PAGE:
The State of Healthcare in Vietnam: Challenges and Opportunities

Vietnam, a country with a rich history and vibrant culture, has made significant strides in its healthcare system over the past few decades. 

The country’s life expectancy has increased from 72.91 in 2000 to 75.91 in 2024, indicative of improvements in the population’s health. This progress is a testament to Vietnam’s efforts in enhancing healthcare services and infrastructure.

However, like many developing nations, it faces a complex web of challenges and opportunities.

Mekong Plus, our non-profit organization working in Vietnam and Cambodia, is dedicated to improving healthcare access and education, particularly in the Mekong Delta region. 

Through initiatives like health education programs in schools and infrastructure improvements in rural areas, Mekong Plus is actively working to bridge these healthcare gaps.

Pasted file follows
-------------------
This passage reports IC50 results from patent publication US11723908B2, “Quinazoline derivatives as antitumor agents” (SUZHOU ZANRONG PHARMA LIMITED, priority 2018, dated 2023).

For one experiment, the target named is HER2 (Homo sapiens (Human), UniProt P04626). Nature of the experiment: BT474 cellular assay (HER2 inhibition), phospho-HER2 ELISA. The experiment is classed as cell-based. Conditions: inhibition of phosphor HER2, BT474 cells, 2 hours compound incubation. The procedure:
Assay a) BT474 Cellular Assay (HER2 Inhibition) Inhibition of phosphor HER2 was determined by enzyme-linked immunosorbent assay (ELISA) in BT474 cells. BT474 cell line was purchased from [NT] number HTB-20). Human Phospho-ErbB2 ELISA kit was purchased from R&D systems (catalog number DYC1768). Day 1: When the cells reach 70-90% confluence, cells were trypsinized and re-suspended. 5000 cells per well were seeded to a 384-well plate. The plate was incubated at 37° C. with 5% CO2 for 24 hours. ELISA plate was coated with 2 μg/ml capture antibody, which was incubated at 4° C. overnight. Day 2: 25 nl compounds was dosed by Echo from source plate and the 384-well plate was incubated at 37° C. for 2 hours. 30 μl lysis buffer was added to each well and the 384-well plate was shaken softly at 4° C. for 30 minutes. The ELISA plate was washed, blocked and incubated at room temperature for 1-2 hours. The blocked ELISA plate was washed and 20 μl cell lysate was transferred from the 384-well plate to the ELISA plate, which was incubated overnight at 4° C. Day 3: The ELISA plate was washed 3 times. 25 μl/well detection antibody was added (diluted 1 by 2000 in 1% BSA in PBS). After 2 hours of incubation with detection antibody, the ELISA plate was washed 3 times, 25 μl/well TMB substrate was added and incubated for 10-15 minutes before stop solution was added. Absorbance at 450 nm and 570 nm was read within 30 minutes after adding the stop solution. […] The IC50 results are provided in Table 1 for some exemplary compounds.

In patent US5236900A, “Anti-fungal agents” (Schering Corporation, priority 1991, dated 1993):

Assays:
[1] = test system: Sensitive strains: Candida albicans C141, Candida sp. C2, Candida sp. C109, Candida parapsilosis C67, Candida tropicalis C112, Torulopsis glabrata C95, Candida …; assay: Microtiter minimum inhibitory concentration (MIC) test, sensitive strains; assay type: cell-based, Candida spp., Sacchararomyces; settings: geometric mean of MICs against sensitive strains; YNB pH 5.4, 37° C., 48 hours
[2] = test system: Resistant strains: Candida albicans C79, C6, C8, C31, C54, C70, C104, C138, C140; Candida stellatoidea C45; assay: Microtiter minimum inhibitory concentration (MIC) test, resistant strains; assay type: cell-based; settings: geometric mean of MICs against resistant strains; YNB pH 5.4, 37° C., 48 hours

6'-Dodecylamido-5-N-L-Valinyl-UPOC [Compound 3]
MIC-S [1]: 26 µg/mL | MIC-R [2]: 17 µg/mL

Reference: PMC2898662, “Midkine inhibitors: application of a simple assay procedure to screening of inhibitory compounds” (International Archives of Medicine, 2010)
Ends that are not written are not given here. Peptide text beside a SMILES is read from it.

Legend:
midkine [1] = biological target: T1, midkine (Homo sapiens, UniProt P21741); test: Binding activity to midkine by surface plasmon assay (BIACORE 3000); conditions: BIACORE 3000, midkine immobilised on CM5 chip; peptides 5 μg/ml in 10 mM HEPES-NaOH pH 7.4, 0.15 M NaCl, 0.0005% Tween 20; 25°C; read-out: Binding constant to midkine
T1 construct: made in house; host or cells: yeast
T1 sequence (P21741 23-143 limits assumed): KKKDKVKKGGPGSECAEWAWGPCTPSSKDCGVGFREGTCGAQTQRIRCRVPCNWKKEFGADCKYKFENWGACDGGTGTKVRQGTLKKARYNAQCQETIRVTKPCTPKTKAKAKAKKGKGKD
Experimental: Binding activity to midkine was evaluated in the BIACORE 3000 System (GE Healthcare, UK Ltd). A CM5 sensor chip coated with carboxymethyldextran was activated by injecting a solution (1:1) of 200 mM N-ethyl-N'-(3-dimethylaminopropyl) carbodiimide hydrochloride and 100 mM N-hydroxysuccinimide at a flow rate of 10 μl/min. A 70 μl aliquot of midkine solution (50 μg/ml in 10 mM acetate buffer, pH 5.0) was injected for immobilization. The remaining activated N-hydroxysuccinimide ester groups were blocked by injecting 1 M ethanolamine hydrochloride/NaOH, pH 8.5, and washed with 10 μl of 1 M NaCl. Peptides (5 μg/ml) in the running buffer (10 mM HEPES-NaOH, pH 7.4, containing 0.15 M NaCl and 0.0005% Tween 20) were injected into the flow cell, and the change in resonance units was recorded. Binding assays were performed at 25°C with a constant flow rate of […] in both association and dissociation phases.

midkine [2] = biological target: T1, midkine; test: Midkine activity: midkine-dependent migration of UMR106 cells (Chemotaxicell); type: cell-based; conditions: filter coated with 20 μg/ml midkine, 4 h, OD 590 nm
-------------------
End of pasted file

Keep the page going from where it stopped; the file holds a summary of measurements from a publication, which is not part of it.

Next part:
In this comprehensive article, we delve into the state of healthcare in Vietnam, examining its achievements, persistent gaps, and the role of NGOs like Mekong Plus in bridging those gaps. 

Your contribution can make a difference. Consider donating to Mekong Plus and support their vital healthcare initiatives in Vietnam.


I. The State of Healthcare in Vietnam

1. Strides Towards Universal Coverage

The Vietnamese government’s commitment to achieving universal health coverage (UHC) has led to expanded access to medical services, improved infrastructure, and increased funding for healthcare. The goal is to ensure that every citizen can access essential healthcare without financial hardship.

The journey towards UHC has been marked by several key government initiatives:

  • Health Insurance: The implementation of mandatory health insurance has been a game-changer, substantially increasing the number of people covered, reaching 93.35% of the country’s population. It provides subsidized healthcare aid to Vietnamese prioritized groups, including the poor, ethnic minorities, children under 6, and elderly individuals over 80 years old.